Softer offerings and natural seasonality took some of the steam out of the cattle markets this week.

Feeder cattle and calves sold mostly steady to $2 lower across much of the country, but mostly steady to $2 higher in the Southeast, according to the Agricultural Marketing Service (AMS).

Feeder Cattle futures were an average of 70¢ lower week-to-week on Thursday (futures and financial markets were closed Friday in observance of Good Friday). The exceptions were 27¢ higher in spot Apr and 75¢ to $2.05 higher in the back two contracts.

“Record prices have leveled off the last couple of weeks with the fed cattle market struggling to hold its ground and most of the more aggressive stocker orders having been filled,” AMS analysts explained Friday.

“Ten days ago, packers were short bought and now they're not,” John Otte, Penton market analyst, explained Friday. “That means they don’t need to chase supplies. That's letting cash fed cattle prices drift lower, which pressures fed cattle futures.”
Cash fed cattle trade was light again this week at prices $1-$2 lower. Live prices were $146-$148/cwt. and $238-$240 in the beef.

Except for 20¢ higher in spot Apr, Live Cattle futures were an average of 71¢ lower week-to-week on Thursday.

“Slippage in cash fed cattle prices and variable weather creating a shaky start to grilling season let fed cattle futures drift lower,” Otte says. “Sharply lower 2013-crop feed costs and pricey fed cattle spurred winter feedlot placements (see “Feedlots Gain Profit Ground … For Now”). The market sees larger summer fed cattle supplies coming, which keeps pressure on prices.”

“Fed cattle and beef prices may have reached their seasonal peaks,” say analysts with USDA’s Economic Research Service (ERS) in the April Livestock, Dairy and Poultry Outlook. “Any declines would diminish price support for heavier feeder cattle despite dwindling supplies.”

After three weeks of declines, Choice boxed beef cutout value increased $4.23/cwt. week-to-week. Select was $2.77 higher.

“With boxed beef prices down sharply from the second rollercoaster high of the year, fed cattle prices may have peaked seasonally,” says Derrell Peel, Oklahoma State University Extension livestock marketing specialist, in his weekly market comments. “Cattle slaughter typically increases from April through May to seasonal peaks in June. Fed cattle prices typically decrease from April peaks to summer lows in July. Average price change from current market levels would suggest that fed prices could drop to around $140/cwt. by July. Given some bunching of placements in the past couple of months, it would not be surprising to see fed prices drop into the mid $130s, at least briefly, for a summer low. Beef demand, as expressed by wholesale and retail beef prices, will be key through this seasonal supply increase.”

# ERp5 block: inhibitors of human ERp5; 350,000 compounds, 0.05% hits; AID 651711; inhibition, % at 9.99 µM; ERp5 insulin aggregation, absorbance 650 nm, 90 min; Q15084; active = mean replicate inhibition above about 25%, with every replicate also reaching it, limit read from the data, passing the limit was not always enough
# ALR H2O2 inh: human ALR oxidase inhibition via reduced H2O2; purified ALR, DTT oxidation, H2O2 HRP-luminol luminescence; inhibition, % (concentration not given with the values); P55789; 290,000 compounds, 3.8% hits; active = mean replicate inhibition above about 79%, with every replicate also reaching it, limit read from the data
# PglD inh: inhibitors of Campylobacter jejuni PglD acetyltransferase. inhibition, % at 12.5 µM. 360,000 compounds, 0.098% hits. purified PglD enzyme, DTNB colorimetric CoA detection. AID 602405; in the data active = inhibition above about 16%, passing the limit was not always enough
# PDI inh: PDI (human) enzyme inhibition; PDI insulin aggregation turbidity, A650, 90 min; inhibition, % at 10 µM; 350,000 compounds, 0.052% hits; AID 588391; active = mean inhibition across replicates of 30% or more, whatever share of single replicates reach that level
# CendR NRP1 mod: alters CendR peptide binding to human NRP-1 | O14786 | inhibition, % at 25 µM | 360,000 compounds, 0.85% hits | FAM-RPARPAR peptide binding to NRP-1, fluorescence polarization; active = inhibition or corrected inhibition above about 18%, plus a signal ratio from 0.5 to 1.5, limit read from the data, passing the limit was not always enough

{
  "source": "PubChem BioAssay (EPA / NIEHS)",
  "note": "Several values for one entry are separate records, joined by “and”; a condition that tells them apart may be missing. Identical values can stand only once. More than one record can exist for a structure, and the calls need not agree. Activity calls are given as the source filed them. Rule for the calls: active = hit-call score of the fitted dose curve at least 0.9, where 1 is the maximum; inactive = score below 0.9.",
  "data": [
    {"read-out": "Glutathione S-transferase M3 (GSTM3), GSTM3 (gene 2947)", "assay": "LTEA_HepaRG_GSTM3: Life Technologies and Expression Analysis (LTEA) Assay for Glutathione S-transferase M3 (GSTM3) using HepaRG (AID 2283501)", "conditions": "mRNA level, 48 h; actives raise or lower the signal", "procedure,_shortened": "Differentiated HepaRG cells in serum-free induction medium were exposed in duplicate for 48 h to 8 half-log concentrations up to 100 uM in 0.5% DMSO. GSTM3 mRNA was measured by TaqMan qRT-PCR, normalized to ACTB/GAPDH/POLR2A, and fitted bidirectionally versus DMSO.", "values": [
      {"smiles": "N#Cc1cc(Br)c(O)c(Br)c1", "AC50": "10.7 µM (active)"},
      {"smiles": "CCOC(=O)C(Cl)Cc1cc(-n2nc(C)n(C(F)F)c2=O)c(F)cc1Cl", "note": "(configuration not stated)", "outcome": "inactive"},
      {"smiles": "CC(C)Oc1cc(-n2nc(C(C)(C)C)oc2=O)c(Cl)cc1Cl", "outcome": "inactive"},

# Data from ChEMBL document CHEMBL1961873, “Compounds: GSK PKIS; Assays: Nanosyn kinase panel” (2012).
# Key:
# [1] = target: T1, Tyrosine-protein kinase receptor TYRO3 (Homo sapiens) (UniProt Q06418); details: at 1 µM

According to ERS analysts, Choice retail beef prices increased 4% from $5.35/lb. in January of this year to $5.58 in February. All-fresh beef prices increased by almost 5%, from $5.04 to $5.28/lb. over the same period.

“However, low supplies of market-ready fed cattle are constraining slaughter at successively lower levels, and it is not inconceivable that consumers could begin to look for alternative protein sources with beef prices at record levels,” ERS analysts say. “Pork and poultry prices are also increasing, but remain lower than beef. High prices for all meats and poultry could drive grilling season away from the higher priced beef cuts toward ground beef, pork, and poultry.”

“Several factors may contribute to weaker feeder prices in the coming weeks,” Peel says. “Persistent drought conditions and delayed spring temperatures are both contributing to growing concern about forage conditions (see “Market Dynamics Will Follow Early-Season Moisture”). “At the same time, delays in corn planting, along with USDA estimates for smaller corn acreage and tighter old crop corn supplies have firmed corn prices.”

Still, Otte pointed out earlier this week, “Supplies remain historically small, so no reason exists to expect the cash market to break sharply any time soon. Plus, feeder cattle supplies outside of feedlots remain tight, which continues to underpin the market into autumn and next year.”
 

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